The researchers also found that amantadine spins when it binds to the inside of the proton channel. That means it doesn't fill the channel. And Hong said that leaves room for development of other drugs that do a better job blocking the channel, stopping the flu and evading development of drug resistance.


'/>"/>

Contact: Mei Hong
mhong@iastate.edu
515-294-3521
Iowa State University
Source:Eurekalert  

Related biology news :

1. State, UH teaming up to reduce (ob)noxious air emissions
2. Iowa State, ConocoPhillips and National Renewable Energy Lab to cooperate on biofuels research
3. New Report Just Published: World Solid-State, Fiber, Gas and Dye Lasers Market Report
4. Discovery at JGH opens door to new treatments for prostate, brain and skin cancers
5. Clemson chemists discover new way antioxidants fight debilitating diseases
6. Chemists get grip on slippery lipids
7. Good earth: Brown chemists show origin of soil-scented geosmin
8. Team of chemists receives $5 million grant to develop enzyme mimics
9. Biochemists reveal details of mysterious bacterial microcompartments
10. Biologists are from Mars, chemists are from Venus?
11. Glowing films developed by UC San Diego chemists reveal traces of explosives
Post Your Comments:
*Name:
*Comment:
*Email:
Related Image:
Iowa State, Ames Lab chemists discover how antiviral drugs bind to and block flu virus
(Date:12/16/2016)... global wearable medical device market, in terms of value, is projected ... in 2016, at a CAGR of 18.0% during the forecast period. ... Growth in ... launch of a growing number of smartphone-based healthcare apps compatible with ... increasing focus on physical fitness. Furthermore, growing trend ...
(Date:12/15/2016)... ... Markets has announced the addition of the "Global Military Biometrics Market ... the global military biometrics market to grow at a CAGR of 7.5% ... based on an in-depth market analysis with inputs from industry experts. The ... years. The report also includes a discussion of the key vendors operating ...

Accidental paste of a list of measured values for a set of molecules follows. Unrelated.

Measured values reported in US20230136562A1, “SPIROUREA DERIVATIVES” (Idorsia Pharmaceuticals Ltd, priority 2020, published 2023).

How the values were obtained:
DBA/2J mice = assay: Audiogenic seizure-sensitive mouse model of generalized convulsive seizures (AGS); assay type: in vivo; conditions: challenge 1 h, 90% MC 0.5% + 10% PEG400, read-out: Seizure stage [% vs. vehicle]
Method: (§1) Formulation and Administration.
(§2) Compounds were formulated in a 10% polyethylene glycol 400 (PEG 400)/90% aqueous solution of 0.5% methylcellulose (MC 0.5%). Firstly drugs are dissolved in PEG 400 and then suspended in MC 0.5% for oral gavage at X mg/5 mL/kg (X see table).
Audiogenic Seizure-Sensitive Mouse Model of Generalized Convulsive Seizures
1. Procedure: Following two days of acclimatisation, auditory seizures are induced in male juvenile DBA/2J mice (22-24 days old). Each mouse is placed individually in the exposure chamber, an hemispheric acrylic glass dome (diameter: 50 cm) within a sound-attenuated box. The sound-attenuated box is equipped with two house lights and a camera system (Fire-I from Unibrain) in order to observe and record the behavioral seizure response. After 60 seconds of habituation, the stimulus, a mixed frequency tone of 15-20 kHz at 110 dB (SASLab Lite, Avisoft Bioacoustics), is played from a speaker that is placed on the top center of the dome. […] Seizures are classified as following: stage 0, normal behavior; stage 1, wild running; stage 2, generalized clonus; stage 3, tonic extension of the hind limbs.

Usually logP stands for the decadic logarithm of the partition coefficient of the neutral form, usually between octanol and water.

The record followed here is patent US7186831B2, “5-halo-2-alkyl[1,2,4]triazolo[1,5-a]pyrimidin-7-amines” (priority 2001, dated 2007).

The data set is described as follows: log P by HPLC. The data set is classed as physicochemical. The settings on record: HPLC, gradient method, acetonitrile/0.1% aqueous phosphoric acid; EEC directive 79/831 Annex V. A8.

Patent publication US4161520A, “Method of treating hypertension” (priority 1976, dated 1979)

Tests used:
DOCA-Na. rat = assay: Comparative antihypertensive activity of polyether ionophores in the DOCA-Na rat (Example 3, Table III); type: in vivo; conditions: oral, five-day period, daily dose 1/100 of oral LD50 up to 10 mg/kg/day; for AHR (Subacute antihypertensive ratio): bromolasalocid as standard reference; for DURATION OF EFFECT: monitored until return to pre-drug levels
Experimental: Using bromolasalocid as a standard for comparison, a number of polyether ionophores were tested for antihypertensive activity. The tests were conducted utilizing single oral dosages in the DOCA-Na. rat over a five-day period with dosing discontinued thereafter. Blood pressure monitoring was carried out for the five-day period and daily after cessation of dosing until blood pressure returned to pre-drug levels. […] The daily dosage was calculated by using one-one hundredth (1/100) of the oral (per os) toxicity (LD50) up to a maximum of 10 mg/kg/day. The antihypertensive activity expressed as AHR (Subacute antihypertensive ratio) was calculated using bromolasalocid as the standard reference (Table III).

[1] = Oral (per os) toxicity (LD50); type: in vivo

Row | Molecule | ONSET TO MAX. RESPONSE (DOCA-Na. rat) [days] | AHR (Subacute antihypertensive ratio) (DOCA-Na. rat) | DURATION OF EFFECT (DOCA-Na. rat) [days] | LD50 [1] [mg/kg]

(Date:12/15/2016)... "Increase in mobile transactions is driving the growth of ... expected to grow from USD 4.03 billion in 2015 ... of 29.3% between 2016 and 2022. The market is ... smart devices, government initiatives, and increasing penetration of e-commerce ... to grow at a high rate during the forecast ...
Breaking Biology News(10 mins):
(Date:1/12/2017)... ... January 12, 2017 , ... After her brain cancer ... gave her only a few months to live. Now a paper publishing January ... Rosendahl’s disease and increased both the quantity and quality of her life: Adding ...
(Date:1/12/2017)... Pune, India , January 12, 2017 A new ... Type and End Users - Global Opportunity Analysis and Industry Forecast, 2014-2022," projects that ... $2,921 million in 2015, growing at a CAGR of 15.07% during the forecast period. ... ... Market Research Logo ...
(Date:1/11/2017)... AURORA, Colo. (PRWEB) , ... January 11, 2017 ... ... in the journal Clinical Cancer Research show early promise of the investigational anti-cancer ... progressed despite a median 5 previous treatment regimens. Twenty-seven percent of these heavily ...
(Date:1/11/2017)... , ... January 11, 2017 , ... ... society for optics and photonics , are commending the U.S. Congress and President ... signing Friday by the President of the American Innovation and Competitiveness Act (AICA). ...
Breaking Biology Technology: